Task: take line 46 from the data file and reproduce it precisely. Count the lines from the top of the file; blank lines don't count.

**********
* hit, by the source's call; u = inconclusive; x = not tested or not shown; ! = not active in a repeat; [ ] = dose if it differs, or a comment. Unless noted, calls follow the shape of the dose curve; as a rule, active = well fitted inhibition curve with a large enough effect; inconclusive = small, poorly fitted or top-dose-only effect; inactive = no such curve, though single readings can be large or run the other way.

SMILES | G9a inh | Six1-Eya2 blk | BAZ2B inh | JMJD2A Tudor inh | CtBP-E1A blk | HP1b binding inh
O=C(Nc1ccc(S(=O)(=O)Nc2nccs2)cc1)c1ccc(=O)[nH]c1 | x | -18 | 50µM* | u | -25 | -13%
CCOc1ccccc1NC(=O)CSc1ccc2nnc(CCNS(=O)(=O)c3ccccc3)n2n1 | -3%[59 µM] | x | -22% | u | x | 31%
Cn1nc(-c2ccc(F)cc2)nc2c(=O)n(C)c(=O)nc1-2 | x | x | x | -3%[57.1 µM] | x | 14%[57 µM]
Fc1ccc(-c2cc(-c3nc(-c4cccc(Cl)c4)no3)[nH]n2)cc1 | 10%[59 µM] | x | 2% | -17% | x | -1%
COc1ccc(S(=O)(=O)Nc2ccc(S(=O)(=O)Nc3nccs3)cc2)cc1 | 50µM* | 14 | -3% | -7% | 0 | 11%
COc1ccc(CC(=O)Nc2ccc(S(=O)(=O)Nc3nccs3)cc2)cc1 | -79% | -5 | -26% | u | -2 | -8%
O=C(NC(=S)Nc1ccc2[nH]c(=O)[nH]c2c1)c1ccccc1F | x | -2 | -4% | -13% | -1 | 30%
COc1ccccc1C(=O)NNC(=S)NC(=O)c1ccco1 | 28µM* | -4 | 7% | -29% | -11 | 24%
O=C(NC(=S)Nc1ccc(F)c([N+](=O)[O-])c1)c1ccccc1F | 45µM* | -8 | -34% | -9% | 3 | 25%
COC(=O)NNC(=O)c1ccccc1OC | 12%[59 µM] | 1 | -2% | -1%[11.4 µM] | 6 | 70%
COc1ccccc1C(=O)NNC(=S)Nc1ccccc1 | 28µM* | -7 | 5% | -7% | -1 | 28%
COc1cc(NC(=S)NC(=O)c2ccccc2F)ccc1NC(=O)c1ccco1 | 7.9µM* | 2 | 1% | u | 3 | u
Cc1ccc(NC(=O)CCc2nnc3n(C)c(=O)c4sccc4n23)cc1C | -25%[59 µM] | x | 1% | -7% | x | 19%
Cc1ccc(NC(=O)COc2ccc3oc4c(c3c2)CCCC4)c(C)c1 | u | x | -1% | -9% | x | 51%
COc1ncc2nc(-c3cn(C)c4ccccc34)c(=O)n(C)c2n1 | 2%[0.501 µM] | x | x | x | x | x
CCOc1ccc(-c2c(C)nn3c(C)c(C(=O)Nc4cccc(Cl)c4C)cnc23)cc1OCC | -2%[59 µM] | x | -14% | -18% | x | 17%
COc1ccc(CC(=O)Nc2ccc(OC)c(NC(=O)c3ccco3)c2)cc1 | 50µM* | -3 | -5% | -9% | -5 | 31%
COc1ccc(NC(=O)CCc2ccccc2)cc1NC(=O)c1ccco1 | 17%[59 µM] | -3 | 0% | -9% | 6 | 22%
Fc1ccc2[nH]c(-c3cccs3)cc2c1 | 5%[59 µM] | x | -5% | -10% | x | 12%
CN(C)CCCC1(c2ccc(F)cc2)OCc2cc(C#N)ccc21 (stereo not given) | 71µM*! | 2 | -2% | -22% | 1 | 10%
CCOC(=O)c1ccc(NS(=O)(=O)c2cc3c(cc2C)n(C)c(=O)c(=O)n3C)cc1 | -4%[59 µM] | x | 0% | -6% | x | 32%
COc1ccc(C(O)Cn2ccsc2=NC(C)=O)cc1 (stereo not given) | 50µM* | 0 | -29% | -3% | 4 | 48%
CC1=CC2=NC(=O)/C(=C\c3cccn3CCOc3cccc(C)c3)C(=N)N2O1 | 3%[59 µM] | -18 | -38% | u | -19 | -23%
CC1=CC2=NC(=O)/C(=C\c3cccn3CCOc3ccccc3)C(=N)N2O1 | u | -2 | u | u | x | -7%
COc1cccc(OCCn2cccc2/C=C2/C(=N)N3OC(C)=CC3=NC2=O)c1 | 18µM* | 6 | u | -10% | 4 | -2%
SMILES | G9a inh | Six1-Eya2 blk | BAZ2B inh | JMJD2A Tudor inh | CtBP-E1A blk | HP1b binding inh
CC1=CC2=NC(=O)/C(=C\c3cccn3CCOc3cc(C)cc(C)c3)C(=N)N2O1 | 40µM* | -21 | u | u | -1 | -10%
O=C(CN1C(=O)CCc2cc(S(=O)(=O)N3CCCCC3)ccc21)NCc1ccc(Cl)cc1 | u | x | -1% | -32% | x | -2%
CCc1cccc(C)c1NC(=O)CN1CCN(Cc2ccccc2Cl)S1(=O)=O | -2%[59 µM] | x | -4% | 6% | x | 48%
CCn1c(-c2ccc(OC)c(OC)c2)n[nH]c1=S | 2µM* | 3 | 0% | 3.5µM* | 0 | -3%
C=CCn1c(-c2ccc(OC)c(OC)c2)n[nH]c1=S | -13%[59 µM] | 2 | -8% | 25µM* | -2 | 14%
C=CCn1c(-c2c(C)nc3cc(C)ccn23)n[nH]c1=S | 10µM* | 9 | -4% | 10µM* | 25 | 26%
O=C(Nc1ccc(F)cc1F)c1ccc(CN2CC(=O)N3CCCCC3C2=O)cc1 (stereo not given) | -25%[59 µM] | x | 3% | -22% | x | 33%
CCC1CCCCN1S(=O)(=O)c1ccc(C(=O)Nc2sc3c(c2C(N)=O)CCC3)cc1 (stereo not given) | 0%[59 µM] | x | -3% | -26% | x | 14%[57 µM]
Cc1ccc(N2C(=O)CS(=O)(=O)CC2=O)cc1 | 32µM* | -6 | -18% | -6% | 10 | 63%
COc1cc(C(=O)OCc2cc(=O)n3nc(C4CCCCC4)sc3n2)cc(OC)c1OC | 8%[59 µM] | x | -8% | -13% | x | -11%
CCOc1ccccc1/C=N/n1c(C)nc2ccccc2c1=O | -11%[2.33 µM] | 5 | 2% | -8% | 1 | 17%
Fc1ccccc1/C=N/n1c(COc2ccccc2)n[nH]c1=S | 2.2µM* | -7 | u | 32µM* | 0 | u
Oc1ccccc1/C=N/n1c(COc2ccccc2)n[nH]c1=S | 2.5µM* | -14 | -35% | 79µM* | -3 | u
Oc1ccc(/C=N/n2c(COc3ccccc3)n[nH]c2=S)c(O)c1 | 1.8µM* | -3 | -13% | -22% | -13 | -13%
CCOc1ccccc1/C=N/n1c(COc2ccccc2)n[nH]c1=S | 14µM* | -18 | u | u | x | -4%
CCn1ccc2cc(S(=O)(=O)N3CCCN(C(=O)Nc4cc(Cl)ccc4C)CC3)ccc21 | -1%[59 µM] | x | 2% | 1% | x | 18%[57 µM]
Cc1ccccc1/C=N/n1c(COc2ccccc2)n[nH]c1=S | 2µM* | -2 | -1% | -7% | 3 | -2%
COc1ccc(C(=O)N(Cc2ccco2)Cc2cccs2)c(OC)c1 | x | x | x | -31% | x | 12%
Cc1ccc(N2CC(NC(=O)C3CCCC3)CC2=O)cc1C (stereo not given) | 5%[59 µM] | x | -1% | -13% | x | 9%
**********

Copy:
COc1ccc(C(=O)N(Cc2ccco2)Cc2cccs2)c(OC)c1 | x | x | x | -31% | x | 12%